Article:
Special Issue "Melanoma Epidemiology: Analytical Studies, Systematic Reviews and Meta-Analyses Addressing Environmental Risk Factors and Preventive Measures"

A special issue of International Journal of Environmental Research and Public Health (ISSN 1660-4601).

Deadline for manuscript submissions: 14 September 2020.

Special Issue Editors

Prof. Dr. Olaf Gefeller
E-Mail Website
Guest Editor
Department of Medical Informatics, Biometry and Epidemiology; Friedrich-Alexander-University of Erlangen-Nuremberg
Interests: epidemiology; biostatistics; melanoma; ultraviolet radiation; UV index; prevention of sun exposure
Prof. Dr. Marit B. Veierød
E-Mail Website
Guest Editor
Oslo Centre of Biostatistics and Epidemiology, Department of Biostatistics, Institute of Basic Medical Sciences, University of Oslo
Interests: epidemiology; biostatistics; bias; melanoma; ultraviolet radiation; lifestyle

Special Issue Information

Dear Colleagues,

Studying the epidemiology of melanoma is a tricky endeavour as the risk of developing melanoma depends on environmental factors, host factors, lifestyle factors, genetic factors and their interactions. Among the environmental factors, exposure to ultraviolet radiation from the sun plays the most prominent role, but also other environmental factors, such as chemical exposures, may increase melanoma risk. Host factors like the skin phenotype and the number as well as the type of nevi are well established as risk factors for melanoma, but other factors are also discussed for which the evidence is less clear. Lifestyle factors such as exposure to artificial ultraviolet radiation when using sunbeds have been shown to be associated with melanoma risk. A variety of genetic factors including high-penetrant genes, moderate-risk genes, and low-risk genetic polymorphisms have been linked to melanoma development. The effects of the complex interplay between all these factors are an evolving area of current research. In addition, the effect of preventive measures to reduce the risk of melanoma is also a topic of specific interest in the current research. This Special Issue invites papers on all these aspects of melanoma epidemiology. The focus lies on environmental factors and their prevention, but other related topics may also be considered. Not only papers reporting original data from epidemiologic studies, but also systematic reviews and meta-analyses are welcome.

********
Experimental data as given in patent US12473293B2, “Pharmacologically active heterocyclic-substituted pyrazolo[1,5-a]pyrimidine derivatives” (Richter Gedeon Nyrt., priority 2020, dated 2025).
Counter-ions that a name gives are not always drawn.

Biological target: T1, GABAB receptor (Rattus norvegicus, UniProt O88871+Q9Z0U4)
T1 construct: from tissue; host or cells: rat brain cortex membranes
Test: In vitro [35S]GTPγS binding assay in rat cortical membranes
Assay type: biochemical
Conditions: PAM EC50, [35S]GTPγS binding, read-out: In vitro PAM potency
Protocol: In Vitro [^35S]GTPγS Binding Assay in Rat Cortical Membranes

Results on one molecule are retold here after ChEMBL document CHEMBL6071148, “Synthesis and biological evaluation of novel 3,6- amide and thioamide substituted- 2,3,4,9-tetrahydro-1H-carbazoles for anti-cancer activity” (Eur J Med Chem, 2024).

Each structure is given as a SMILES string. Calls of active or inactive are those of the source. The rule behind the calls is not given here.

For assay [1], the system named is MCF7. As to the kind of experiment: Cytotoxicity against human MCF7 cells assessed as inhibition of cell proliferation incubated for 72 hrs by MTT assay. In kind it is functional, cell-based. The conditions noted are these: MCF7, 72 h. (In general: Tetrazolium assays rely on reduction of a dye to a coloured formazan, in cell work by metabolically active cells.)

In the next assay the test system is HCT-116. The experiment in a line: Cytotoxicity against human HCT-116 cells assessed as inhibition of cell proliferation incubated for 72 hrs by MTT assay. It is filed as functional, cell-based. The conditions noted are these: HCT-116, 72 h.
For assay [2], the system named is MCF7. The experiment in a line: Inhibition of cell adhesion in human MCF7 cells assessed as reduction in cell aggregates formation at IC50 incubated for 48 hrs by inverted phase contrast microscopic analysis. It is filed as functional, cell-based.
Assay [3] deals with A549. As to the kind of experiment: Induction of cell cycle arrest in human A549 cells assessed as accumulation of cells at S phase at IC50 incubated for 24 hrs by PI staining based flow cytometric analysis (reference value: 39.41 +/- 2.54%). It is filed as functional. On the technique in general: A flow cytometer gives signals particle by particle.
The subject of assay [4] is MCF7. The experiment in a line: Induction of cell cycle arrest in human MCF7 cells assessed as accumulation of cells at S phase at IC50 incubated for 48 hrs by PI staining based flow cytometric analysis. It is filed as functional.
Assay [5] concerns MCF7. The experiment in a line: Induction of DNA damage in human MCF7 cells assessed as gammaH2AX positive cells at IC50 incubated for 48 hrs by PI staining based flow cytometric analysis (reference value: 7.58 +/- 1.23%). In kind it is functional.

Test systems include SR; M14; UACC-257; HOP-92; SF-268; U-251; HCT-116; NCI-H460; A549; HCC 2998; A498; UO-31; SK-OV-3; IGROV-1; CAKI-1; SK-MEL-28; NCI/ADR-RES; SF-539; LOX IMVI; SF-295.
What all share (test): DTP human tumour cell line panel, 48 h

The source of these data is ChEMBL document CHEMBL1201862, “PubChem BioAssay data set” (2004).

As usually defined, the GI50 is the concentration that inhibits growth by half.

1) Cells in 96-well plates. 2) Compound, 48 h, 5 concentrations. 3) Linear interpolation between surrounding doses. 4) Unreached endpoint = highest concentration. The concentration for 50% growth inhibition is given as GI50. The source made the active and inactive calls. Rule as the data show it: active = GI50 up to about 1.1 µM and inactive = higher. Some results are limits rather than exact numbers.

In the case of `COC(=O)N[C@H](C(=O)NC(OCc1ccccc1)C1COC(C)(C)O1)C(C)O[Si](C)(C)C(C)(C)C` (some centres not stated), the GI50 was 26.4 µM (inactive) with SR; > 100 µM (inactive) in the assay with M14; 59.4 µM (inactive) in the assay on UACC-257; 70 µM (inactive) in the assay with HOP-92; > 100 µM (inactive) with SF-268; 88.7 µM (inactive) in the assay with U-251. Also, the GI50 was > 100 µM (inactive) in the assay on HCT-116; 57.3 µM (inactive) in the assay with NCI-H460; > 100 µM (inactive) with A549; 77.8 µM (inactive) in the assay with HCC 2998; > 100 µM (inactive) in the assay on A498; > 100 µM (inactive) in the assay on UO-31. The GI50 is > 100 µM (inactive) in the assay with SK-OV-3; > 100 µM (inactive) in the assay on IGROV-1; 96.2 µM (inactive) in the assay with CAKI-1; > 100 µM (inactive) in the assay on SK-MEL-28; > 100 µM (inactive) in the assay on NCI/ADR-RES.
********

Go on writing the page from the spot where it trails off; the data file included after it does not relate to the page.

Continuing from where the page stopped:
Prof. Dr. Olaf Gefeller
Prof. Dr. Marit B. Veierød
Guest Editors

Manuscript Submission Information

Manuscripts should be submitted online at www.mdpi.com by registering and logging in to this website. Once you are registered, click here to go to the submission form. Manuscripts can be submitted until the deadline. All papers will be peer-reviewed. Accepted papers will be published continuously in the journal (as soon as accepted) and will be listed together on the special issue website. Research articles, review articles as well as short communications are invited. For planned papers, a title and short abstract (about 100 words) can be sent to the Editorial Office for announcement on this website.